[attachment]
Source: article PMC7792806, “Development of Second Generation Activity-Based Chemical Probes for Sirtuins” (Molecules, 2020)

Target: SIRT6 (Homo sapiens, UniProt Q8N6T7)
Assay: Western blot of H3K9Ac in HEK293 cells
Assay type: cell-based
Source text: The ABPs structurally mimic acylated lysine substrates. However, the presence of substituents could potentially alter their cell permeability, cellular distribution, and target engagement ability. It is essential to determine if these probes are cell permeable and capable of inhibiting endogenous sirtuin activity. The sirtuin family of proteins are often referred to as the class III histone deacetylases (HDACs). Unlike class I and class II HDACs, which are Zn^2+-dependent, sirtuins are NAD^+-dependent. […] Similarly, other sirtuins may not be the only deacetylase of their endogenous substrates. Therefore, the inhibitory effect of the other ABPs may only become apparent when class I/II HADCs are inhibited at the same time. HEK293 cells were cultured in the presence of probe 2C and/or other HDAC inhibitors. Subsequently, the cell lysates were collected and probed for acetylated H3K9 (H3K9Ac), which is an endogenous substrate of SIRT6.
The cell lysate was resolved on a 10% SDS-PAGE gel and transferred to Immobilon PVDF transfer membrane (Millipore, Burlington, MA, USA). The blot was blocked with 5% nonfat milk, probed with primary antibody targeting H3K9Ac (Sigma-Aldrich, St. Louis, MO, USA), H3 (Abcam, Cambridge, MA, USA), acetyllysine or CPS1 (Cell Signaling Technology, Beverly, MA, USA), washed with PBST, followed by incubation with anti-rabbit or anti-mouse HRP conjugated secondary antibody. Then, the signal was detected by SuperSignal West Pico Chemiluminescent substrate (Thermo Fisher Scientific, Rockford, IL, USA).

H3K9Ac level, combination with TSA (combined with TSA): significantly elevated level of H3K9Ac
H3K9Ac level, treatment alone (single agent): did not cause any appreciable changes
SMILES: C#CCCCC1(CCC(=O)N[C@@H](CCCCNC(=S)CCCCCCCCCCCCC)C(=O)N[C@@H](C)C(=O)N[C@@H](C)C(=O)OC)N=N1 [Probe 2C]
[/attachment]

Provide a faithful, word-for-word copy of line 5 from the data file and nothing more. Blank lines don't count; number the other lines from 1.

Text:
Source text: The ABPs structurally mimic acylated lysine substrates. However, the presence of substituents could potentially alter their cell permeability, cellular distribution, and target engagement ability. It is essential to determine if these probes are cell permeable and capable of inhibiting endogenous sirtuin activity. The sirtuin family of proteins are often referred to as the class III histone deacetylases (HDACs). Unlike class I and class II HDACs, which are Zn^2+-dependent, sirtuins are NAD^+-dependent. […] Similarly, other sirtuins may not be the only deacetylase of their endogenous substrates. Therefore, the inhibitory effect of the other ABPs may only become apparent when class I/II HADCs are inhibited at the same time. HEK293 cells were cultured in the presence of probe 2C and/or other HDAC inhibitors. Subsequently, the cell lysates were collected and probed for acetylated H3K9 (H3K9Ac), which is an endogenous substrate of SIRT6.